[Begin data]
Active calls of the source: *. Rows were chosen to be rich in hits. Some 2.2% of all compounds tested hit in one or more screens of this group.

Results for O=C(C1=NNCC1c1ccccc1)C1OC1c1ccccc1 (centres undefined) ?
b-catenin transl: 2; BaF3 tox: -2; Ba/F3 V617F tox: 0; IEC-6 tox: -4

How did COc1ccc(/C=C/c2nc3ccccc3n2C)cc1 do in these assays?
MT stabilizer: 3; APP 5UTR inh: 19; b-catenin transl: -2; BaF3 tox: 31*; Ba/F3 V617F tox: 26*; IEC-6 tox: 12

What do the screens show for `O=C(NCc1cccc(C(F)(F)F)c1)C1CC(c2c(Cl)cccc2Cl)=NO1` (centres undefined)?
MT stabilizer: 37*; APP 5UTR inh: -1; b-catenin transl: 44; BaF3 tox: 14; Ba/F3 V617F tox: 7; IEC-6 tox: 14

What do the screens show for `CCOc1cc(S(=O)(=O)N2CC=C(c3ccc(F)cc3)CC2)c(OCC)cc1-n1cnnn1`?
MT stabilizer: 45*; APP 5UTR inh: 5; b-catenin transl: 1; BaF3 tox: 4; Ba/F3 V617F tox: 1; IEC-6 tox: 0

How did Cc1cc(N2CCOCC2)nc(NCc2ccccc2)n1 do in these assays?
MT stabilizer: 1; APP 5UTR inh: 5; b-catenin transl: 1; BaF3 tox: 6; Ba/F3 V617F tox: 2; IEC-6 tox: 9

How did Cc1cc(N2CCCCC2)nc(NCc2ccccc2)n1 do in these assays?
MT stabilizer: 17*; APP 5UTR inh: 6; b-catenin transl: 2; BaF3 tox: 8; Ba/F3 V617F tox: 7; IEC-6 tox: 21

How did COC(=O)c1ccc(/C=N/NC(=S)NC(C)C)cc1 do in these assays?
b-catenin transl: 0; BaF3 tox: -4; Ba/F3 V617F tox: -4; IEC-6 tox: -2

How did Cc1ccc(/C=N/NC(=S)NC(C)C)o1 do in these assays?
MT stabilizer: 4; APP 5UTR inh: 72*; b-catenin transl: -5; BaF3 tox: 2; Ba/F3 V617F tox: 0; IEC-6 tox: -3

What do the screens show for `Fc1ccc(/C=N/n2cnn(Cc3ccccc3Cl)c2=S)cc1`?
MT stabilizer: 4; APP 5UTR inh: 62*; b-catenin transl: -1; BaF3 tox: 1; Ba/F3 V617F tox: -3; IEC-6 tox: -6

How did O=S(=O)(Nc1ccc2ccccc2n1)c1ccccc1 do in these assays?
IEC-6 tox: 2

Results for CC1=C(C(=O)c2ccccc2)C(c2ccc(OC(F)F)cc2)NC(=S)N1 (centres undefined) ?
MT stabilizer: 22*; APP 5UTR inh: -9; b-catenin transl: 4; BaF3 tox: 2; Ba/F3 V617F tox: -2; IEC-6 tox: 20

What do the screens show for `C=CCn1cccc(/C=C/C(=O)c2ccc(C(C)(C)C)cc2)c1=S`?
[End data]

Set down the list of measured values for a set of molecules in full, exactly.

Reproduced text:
Active calls of the source: *. Rows were chosen to be rich in hits. Some 2.2% of all compounds tested hit in one or more screens of this group.

Results for O=C(C1=NNCC1c1ccccc1)C1OC1c1ccccc1 (centres undefined) ?
b-catenin transl: 2; BaF3 tox: -2; Ba/F3 V617F tox: 0; IEC-6 tox: -4

How did COc1ccc(/C=C/c2nc3ccccc3n2C)cc1 do in these assays?
MT stabilizer: 3; APP 5UTR inh: 19; b-catenin transl: -2; BaF3 tox: 31*; Ba/F3 V617F tox: 26*; IEC-6 tox: 12

What do the screens show for `O=C(NCc1cccc(C(F)(F)F)c1)C1CC(c2c(Cl)cccc2Cl)=NO1` (centres undefined)?
MT stabilizer: 37*; APP 5UTR inh: -1; b-catenin transl: 44; BaF3 tox: 14; Ba/F3 V617F tox: 7; IEC-6 tox: 14

What do the screens show for `CCOc1cc(S(=O)(=O)N2CC=C(c3ccc(F)cc3)CC2)c(OCC)cc1-n1cnnn1`?
MT stabilizer: 45*; APP 5UTR inh: 5; b-catenin transl: 1; BaF3 tox: 4; Ba/F3 V617F tox: 1; IEC-6 tox: 0

How did Cc1cc(N2CCOCC2)nc(NCc2ccccc2)n1 do in these assays?
MT stabilizer: 1; APP 5UTR inh: 5; b-catenin transl: 1; BaF3 tox: 6; Ba/F3 V617F tox: 2; IEC-6 tox: 9

How did Cc1cc(N2CCCCC2)nc(NCc2ccccc2)n1 do in these assays?
MT stabilizer: 17*; APP 5UTR inh: 6; b-catenin transl: 2; BaF3 tox: 8; Ba/F3 V617F tox: 7; IEC-6 tox: 21

How did COC(=O)c1ccc(/C=N/NC(=S)NC(C)C)cc1 do in these assays?
b-catenin transl: 0; BaF3 tox: -4; Ba/F3 V617F tox: -4; IEC-6 tox: -2

How did Cc1ccc(/C=N/NC(=S)NC(C)C)o1 do in these assays?
MT stabilizer: 4; APP 5UTR inh: 72*; b-catenin transl: -5; BaF3 tox: 2; Ba/F3 V617F tox: 0; IEC-6 tox: -3

What do the screens show for `Fc1ccc(/C=N/n2cnn(Cc3ccccc3Cl)c2=S)cc1`?
MT stabilizer: 4; APP 5UTR inh: 62*; b-catenin transl: -1; BaF3 tox: 1; Ba/F3 V617F tox: -3; IEC-6 tox: -6

How did O=S(=O)(Nc1ccc2ccccc2n1)c1ccccc1 do in these assays?
IEC-6 tox: 2

Results for CC1=C(C(=O)c2ccccc2)C(c2ccc(OC(F)F)cc2)NC(=S)N1 (centres undefined) ?
MT stabilizer: 22*; APP 5UTR inh: -9; b-catenin transl: 4; BaF3 tox: 2; Ba/F3 V617F tox: -2; IEC-6 tox: 20

What do the screens show for `C=CCn1cccc(/C=C/C(=O)c2ccc(C(C)(C)C)cc2)c1=S`?